Production

Genetics, handling key says SA’s MSA award winner + VIDEO

13/04/2016

QUALITY genetic make-up and a low-stress production environment are the prime ingredients to producing high quality Meat Standards Australia beef, according to South Australian beef producer Angus McLachlan, named SA’s best MSA producer last night.

“For us the key to the MSA opportunity is the genetic background of the cows, combined with the use of a Limousin bull over them to give our cattle the early growth and weight that suits the domestic trade,” Mr McLachlan said.

“We have Friesian in the background of our cattle which gives us a bit of marbling and clearly, milk for the calves.

“We get the beef from the other half of the female with the fat that comes with an Angus. And then the Limo bull, although not particularly suited to marbling, gives us the bulk and the muscle that we are looking for.”

Mr McLachlan’s picturesque 2000ha property Rosebank, near Mt Pleasant in the Adelaide Hills, was featured as one of the farms in Channel Nine’s hit soapie McLeod’s Daughters.

Every year for the past 20 years, Mr McLachlan has turned off between 100-115 stress-free grassfed vealers of mixed sex to Woolworths, aiming for dressed weights around 225kg.

“I buy my heifers from Camperdown in Victoria on the point of calving as two-year-olds. Those heifers have been hand-raised and bucket-reared as poddy calves, and as a consequence they’re very quiet,” Mr McLachlan said.

“My overseer, Paul Shutz, is very gentle with the cattle. No one shouts at them and they rarely need anything more than reasonable encouragement.

“As a result, the calves are very easy to handle, and when we separate them to weigh them, they don’t seem to get too upset.”

This low-stress environment has resulted in excellent compliance rates to the MSA specifications by avoiding dark-cutting meat and the consistent growth path to slaughter has resulted in low ossification scores assessed during grading – a measure directly linked to tenderness.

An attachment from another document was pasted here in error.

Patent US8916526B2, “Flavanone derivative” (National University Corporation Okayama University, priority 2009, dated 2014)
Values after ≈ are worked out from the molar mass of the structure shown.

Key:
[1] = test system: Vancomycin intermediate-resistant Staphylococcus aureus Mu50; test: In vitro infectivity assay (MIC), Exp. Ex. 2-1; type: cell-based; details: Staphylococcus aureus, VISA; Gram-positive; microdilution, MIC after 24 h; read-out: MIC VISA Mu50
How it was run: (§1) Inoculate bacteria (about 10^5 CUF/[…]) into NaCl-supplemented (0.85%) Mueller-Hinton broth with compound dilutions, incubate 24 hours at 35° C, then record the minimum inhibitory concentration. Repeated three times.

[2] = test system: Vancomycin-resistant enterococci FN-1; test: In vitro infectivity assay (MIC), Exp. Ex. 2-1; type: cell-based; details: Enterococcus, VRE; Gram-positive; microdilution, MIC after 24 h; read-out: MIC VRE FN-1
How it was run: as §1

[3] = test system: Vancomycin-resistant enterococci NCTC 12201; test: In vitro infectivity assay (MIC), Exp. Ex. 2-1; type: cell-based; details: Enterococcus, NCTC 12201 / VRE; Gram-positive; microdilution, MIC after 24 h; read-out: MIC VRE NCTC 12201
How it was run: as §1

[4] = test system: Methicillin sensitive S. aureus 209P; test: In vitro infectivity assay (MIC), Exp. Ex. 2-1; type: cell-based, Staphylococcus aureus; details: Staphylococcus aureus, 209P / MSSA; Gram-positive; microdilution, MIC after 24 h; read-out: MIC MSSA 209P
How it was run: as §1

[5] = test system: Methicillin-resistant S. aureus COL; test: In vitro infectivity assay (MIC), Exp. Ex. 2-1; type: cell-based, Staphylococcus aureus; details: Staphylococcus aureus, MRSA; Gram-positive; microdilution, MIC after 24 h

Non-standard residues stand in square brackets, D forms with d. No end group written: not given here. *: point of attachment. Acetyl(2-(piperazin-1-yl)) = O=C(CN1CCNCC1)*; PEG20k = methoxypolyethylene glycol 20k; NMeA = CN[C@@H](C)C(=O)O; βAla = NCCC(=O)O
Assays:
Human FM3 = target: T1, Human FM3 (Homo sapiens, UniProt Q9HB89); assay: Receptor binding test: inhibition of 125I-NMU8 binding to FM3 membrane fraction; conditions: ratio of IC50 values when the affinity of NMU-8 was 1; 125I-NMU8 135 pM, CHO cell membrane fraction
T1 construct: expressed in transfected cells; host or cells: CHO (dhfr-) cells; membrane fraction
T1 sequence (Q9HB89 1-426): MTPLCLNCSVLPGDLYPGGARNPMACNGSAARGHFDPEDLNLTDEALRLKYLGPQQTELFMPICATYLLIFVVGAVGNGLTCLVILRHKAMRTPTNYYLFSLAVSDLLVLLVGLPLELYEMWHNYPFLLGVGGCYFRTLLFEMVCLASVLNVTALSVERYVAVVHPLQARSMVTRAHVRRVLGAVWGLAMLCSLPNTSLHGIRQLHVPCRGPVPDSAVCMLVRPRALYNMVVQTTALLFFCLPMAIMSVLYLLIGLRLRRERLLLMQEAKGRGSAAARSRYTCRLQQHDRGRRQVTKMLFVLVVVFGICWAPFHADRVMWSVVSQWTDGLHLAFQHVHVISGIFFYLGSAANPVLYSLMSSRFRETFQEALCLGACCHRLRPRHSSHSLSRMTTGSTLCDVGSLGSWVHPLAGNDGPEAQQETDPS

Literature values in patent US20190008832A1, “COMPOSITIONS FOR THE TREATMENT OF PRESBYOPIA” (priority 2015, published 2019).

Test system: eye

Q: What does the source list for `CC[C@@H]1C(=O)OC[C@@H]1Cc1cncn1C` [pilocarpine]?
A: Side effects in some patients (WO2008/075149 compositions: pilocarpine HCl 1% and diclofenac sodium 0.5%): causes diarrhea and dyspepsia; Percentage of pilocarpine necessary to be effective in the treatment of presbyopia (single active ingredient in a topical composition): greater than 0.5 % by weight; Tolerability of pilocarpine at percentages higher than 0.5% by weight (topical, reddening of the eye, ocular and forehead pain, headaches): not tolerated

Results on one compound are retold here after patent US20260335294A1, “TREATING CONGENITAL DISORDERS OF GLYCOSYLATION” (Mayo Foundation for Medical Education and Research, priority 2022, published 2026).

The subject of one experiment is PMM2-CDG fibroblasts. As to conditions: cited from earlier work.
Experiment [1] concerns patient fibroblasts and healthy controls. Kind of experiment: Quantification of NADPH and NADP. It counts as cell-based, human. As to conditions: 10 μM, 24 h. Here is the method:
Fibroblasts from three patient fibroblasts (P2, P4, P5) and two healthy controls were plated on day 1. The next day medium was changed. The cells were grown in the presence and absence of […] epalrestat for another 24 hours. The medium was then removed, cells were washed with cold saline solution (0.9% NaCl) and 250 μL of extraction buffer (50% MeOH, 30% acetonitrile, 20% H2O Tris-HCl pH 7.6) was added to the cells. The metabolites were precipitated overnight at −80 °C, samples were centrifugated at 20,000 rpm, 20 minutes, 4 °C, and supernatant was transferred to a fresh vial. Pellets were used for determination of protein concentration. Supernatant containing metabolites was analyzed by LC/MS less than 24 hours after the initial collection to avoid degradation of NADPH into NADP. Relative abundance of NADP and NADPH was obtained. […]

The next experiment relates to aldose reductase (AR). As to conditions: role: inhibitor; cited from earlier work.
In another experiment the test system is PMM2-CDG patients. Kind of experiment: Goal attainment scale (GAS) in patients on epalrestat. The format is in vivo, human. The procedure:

Click the link below to view of short video profiling the production system on Rosebank

MSA is a Meat & Livestock Australia supported program where the eating quality of every beef cut is determined using a grading system that measures key attributes such as carcase weight, ossification, marbling, rib fat, tropical breed content, meat pH and temperature, hanging method, hormonal growth promotants and meat colour.

Each carcase receives an MSA Index value that represents its potential eating quality based on the measurements collected.

During 2014-15, almost 13,000 producers throughout Australia consigned over 3.2 million cattle to the MSA program.

To be eligible for the MSA awards, a producer’s annual MSA-graded volume had to be equal or above the average for the State they were produced in during 2014-15.

Each producer that met the eligibility criteria received a score out of 100 weighted on two factors: the compliance to MSA minimum requirements, and eating quality performance as determined by the MSA Index for cattle consigned to MSA in 2014-15.

A modest Mr McLachlan was pleasantly surprised to be named as the SA winner of the inaugural MSA beef producer of the year competition.

“To be named this State’s best MSA producer mystifies me I’d have to say. Whilst we take great care with the cattle, we don’t buy the most expensive heifers at Camperdown; on the contrary we are looking for the smaller, softer more feminine types,” he said.

“It’s quite a low-cost operation, and yet the quietness of the cattle mean that we can turn off a beast that fits well into these MSA standards.

“But of course job satisfaction is related to somebody buying your product and paying an adequate price for it.”

 

Click this link to view this morning’s story on last night’s SA MSA Producer of the Year awards.

 

Source: MLA

 

 

HAVE YOUR SAY

Your email address will not be published. Required fields are marked *

Your comment will not appear until it has been moderated.
Contributions that contravene our Comments Policy will not be published.

Comments

Get Beef Central's news headlines emailed to you -
FREE!